From the January 2016 issue of ARCHITECT
Text by Katie Gerfen
“Everyone asks me how is it possible that this has been going on for almost 20 years,” says Ben van Berkel, Hon. FAIA, about his design for the Arnhem Central Transport Terminal, which was completed last November. The linchpin of a 79,500-square-meter master plan for public infrastructure in Arnhem, Netherlands—which includes not only the station, but also infrastructure and office spaces—the project began in 1998, two years after van Berkel’s Amsterdam-based firm UNStudio secured the commission for the larger scheme. “It had to do with the complexity of the use of grounds and with intensifying the programs around the station,” he says, noting that the challenge became “how could I uplift the quality of infrastructure in a far better way than architecture has been until now?”
When van Berkel’s team started the planning process, he says that the clients “were surprised that as an architect I knew so much about the statistics of infrastructure, and that I loved to play with all these numbers.” And his interest in organizing architecture around planning is a longstanding passion: “I have always had this interest from the beginning—maybe even when I studied architecture or before. There is always somewhere, someplace, in a project where you need to play with an interactive aspect of what architecture can be. I think a lot about movement.”
The emphasis on how people interact with a space is evident in his design for the 21,750-square-meter (234,115-square-foot) central transport terminal. Tucked beneath a rolling panelled roof (which is seen best from the nearby Park and Rijn office towers UNStudio completed in 2005) are ticketing halls, parking for cars and bicycles, regional and local bus arrivals and departures, and access to train platforms to the north, among the sundry retail and dining establishments that pepper any transit hub. Yet with all of this complex and varied program, the one thing visitors will not see an abundance of is signage. The building gives travelers all the direction they need.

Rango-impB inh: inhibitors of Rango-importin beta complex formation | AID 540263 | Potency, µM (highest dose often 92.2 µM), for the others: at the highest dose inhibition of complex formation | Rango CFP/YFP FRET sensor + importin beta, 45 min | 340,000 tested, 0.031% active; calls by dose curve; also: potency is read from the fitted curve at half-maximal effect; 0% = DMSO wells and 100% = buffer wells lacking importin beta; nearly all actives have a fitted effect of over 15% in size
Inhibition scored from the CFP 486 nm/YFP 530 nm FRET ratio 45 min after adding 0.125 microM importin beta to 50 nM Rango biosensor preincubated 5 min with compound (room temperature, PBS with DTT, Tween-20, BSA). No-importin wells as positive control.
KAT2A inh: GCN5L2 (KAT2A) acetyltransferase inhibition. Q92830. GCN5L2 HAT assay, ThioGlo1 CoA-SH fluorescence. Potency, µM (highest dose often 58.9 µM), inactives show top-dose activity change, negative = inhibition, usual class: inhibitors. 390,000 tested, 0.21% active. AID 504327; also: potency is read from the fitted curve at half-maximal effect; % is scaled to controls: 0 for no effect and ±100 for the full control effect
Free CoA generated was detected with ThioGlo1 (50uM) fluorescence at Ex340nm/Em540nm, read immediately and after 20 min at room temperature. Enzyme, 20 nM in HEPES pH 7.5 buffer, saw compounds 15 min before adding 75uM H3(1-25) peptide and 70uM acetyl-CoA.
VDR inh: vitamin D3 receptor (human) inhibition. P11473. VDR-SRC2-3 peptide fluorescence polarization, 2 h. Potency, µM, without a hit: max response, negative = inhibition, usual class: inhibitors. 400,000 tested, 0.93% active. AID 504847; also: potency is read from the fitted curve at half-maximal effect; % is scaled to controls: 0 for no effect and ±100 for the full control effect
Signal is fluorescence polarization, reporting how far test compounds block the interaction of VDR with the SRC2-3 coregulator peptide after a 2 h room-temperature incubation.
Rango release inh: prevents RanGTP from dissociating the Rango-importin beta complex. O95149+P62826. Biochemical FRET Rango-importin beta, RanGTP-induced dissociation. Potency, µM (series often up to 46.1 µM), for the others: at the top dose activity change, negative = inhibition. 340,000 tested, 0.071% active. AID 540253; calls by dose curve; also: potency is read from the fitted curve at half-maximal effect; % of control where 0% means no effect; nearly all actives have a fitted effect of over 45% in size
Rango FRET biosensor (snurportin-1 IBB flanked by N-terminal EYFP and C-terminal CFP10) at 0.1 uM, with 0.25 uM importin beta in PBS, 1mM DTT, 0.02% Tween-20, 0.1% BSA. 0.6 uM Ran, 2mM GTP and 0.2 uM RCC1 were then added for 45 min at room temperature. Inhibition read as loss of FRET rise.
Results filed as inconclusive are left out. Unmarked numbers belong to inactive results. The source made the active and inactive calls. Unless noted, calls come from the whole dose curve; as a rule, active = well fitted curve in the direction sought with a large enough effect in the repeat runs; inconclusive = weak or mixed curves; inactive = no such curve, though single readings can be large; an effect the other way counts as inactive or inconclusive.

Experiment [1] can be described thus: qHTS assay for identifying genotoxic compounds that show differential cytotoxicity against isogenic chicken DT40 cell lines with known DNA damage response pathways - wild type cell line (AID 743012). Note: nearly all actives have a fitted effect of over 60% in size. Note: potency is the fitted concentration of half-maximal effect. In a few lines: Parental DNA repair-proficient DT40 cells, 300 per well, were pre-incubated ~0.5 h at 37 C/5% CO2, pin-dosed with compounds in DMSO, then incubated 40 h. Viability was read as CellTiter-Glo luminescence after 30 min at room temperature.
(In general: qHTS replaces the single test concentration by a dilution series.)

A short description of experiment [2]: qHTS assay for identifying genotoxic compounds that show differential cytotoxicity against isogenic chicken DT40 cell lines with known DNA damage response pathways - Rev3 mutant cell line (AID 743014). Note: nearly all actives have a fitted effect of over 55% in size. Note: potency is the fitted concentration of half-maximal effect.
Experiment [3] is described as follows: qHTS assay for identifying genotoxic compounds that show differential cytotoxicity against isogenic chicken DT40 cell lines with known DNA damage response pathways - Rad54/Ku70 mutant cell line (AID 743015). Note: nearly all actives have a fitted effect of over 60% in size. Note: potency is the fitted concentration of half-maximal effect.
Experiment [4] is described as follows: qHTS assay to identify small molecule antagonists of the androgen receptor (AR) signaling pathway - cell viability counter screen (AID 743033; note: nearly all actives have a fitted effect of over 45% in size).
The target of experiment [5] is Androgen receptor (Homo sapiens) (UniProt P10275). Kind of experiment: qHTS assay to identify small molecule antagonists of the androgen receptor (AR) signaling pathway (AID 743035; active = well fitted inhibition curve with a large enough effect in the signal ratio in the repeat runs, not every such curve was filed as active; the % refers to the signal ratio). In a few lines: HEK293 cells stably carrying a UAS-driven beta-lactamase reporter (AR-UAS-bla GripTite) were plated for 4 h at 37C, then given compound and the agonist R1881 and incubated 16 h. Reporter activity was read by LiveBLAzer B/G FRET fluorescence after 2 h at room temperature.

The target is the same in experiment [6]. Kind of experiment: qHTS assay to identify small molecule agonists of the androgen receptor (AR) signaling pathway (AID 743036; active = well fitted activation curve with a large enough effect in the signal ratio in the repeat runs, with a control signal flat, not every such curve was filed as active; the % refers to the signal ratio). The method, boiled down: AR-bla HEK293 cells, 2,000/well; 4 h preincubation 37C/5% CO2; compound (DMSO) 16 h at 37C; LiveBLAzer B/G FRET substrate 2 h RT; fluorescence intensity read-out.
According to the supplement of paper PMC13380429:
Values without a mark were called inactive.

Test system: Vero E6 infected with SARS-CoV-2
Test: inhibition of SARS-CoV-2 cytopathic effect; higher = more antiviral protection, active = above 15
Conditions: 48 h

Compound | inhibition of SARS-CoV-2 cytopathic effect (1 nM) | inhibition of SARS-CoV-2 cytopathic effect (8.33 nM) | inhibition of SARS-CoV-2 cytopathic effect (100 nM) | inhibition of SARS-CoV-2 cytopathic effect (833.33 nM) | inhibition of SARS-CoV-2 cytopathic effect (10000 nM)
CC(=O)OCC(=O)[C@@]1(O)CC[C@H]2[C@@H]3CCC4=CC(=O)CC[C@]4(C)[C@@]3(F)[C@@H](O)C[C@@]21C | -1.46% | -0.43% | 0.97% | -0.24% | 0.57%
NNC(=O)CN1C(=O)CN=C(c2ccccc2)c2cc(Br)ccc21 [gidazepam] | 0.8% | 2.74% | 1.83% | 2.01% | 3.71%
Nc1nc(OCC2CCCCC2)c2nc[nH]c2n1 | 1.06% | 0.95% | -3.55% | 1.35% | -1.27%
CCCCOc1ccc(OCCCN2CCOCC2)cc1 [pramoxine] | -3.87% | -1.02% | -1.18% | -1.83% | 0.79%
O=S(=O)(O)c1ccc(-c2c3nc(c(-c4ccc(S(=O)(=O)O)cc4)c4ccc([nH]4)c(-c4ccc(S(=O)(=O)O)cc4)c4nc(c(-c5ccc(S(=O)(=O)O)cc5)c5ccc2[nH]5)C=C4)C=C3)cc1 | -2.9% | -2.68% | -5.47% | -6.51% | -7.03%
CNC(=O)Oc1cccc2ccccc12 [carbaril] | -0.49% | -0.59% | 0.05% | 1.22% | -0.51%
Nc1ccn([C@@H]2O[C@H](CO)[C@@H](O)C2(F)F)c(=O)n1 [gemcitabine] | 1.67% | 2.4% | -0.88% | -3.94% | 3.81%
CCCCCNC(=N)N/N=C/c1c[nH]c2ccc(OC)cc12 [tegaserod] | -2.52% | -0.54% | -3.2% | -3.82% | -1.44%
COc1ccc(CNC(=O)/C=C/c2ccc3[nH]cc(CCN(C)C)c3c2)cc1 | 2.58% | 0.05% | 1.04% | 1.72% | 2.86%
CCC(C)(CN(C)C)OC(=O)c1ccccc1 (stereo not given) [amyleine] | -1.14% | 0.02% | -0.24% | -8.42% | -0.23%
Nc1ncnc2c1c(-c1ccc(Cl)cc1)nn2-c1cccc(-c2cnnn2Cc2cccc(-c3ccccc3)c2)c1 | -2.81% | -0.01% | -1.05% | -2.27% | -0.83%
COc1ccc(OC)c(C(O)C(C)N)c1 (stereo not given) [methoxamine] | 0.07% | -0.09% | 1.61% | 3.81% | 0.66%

Upon entering, visitors are greeted by a sweeping main transfer hall that spirals up around a thin, central column. “I think it is so much nicer when you look around a curve,” van Berkel says. “When you look back, you can see where your friends of family are, or where you have come from. You have much more communication with the people in the station.” The ceiling changes from white concrete in this main area to wood lamella in offshoot hallways that lead to bus gates, parking, and a tunnel to the train platforms, helping to move and direct people through the space.
What is ever-present throughout is daylight—even in areas where you wouldn’t expect it. In the glazed main hall, it reflects off of the polished ceiling, splashing bright tones across the surface as the angles of the sun shift throughout the day. Glass canopies over the outdoor train platforms (completed in 2012) filter light down onto commuters, and even in more enclosed spaces, such as the concrete regional bus boarding areas, windows are cut in to allow light and direct the eye to stairways and other forms of circulation to the rest of the station. To van Berkel, integrating daylight posed an interesting challenge of discovering new ways that “light could move you and direct you,” he says. “It has a lot to do with atmosphere, but also the mathematics of supporting wayfinding.”
Another means of orienting travelers in the space is the use of color throughout the complex: parking areas in vivid red, bus gates in a near-caustic yellow. “I love to work with color for wayfinding—I even do it in my office,” van Berkel says.
Though the design process was a long one, the core ideas and forms of the project have remained since the beginning. “I believe so much in working with the larger details of a project, like how I could combine a station with parking and all the different grids,” he says. “If you work instead with 20 small details or ambitions, you can sometimes overdo it.”
Some details changed over time, such as the transition from a concrete to a steel structure to allow for a more slender central column in the transfer hall, but, van Berkel says, “you can go back to renderings from the mid-1990s and be surprised how much similarity there was between the design at that time and the end result.” He compares his approach to that of controlling the composition of a painting: “If you have three aspects of a painting, and you execute them really well, then it doesn’t matter if there are other elements that are revised again or taken out.”